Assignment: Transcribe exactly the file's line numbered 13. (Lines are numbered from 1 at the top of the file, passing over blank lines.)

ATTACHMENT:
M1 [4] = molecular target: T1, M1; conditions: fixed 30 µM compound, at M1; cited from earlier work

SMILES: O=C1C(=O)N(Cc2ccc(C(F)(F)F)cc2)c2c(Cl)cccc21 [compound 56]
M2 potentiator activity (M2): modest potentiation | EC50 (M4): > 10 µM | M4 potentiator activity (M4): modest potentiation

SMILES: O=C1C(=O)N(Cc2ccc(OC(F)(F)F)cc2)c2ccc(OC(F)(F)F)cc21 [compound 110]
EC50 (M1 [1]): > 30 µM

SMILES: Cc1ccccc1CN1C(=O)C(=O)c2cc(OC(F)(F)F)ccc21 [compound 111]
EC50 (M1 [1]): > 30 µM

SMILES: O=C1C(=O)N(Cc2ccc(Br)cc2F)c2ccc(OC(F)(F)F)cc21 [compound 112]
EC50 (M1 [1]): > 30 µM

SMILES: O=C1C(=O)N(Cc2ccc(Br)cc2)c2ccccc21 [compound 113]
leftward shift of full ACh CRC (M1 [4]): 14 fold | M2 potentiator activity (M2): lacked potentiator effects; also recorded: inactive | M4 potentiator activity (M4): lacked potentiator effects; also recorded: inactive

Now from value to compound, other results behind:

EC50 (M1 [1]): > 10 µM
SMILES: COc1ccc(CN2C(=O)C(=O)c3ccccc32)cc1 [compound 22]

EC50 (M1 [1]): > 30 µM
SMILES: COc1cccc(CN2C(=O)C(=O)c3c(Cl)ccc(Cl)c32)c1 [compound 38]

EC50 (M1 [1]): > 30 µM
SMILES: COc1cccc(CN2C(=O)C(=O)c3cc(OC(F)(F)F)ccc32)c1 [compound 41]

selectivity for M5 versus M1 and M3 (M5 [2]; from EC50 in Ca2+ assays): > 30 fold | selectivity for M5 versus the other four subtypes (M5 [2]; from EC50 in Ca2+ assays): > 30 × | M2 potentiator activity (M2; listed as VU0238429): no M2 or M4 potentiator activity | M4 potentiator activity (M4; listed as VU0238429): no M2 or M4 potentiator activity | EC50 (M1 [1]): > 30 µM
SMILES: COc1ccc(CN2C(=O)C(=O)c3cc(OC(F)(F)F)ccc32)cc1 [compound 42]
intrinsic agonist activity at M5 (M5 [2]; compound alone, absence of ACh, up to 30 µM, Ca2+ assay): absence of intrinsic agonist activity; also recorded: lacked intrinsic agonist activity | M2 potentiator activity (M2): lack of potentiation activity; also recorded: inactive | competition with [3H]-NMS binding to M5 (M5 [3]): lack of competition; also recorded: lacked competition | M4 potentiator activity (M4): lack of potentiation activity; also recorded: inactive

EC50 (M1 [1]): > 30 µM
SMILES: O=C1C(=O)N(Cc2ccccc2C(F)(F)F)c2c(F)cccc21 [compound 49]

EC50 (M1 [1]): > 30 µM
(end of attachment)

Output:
EC50 (M1 [1]): > 10 µM